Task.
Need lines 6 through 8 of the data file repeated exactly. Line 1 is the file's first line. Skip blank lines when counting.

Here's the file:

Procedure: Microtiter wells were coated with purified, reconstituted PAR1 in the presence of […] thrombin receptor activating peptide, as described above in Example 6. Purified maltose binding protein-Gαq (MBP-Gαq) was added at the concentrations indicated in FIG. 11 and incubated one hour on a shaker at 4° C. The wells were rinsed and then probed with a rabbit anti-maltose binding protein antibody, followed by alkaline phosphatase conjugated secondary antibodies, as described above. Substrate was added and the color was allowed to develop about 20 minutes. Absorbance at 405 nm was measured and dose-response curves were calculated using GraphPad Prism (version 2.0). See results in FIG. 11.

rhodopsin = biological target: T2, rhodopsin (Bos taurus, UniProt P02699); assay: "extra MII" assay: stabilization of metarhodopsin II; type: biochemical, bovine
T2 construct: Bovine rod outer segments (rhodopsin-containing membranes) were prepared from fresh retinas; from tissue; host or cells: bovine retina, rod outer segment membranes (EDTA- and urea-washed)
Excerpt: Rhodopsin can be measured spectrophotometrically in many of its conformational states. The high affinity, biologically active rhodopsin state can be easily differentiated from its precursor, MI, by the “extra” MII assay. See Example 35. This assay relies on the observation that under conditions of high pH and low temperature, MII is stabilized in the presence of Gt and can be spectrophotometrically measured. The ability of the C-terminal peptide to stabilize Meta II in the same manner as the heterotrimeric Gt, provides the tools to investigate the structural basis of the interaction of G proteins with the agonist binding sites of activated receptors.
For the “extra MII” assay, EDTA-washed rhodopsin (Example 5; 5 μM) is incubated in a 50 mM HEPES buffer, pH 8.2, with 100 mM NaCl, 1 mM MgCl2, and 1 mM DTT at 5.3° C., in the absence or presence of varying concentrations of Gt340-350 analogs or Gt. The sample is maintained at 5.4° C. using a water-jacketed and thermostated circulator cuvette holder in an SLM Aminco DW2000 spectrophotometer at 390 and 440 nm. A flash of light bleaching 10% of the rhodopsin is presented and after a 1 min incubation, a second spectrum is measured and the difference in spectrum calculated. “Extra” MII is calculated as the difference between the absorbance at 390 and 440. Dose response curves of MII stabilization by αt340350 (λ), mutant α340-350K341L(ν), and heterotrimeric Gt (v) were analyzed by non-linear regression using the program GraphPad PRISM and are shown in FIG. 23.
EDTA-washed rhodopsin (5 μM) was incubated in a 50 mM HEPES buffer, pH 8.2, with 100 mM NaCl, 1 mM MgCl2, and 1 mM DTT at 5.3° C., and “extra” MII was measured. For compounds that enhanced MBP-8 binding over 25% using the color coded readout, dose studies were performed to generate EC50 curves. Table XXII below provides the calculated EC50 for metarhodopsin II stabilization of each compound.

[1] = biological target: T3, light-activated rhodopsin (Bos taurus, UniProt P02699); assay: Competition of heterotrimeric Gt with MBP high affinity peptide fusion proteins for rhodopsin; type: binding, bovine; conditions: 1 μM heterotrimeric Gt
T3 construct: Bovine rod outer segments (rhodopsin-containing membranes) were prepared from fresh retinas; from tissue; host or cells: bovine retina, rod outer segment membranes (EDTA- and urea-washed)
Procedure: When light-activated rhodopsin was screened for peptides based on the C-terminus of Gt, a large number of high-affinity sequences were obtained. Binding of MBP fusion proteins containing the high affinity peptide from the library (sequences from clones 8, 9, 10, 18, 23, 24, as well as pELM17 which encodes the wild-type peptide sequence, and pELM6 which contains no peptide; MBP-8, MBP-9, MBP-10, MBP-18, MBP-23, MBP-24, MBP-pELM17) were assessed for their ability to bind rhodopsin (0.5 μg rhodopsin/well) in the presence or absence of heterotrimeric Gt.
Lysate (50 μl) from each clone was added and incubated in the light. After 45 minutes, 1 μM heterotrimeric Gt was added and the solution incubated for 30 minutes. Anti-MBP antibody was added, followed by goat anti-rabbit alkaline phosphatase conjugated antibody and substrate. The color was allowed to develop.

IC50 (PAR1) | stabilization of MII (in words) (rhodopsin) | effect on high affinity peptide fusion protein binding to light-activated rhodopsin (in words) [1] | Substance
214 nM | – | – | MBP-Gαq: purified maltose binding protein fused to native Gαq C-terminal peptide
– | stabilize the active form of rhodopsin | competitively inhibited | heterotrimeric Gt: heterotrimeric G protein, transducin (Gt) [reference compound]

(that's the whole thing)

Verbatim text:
EDTA-washed rhodopsin (5 μM) was incubated in a 50 mM HEPES buffer, pH 8.2, with 100 mM NaCl, 1 mM MgCl2, and 1 mM DTT at 5.3° C., and “extra” MII was measured. For compounds that enhanced MBP-8 binding over 25% using the color coded readout, dose studies were performed to generate EC50 curves. Table XXII below provides the calculated EC50 for metarhodopsin II stabilization of each compound.

[1] = biological target: T3, light-activated rhodopsin (Bos taurus, UniProt P02699); assay: Competition of heterotrimeric Gt with MBP high affinity peptide fusion proteins for rhodopsin; type: binding, bovine; conditions: 1 μM heterotrimeric Gt
T3 construct: Bovine rod outer segments (rhodopsin-containing membranes) were prepared from fresh retinas; from tissue; host or cells: bovine retina, rod outer segment membranes (EDTA- and urea-washed)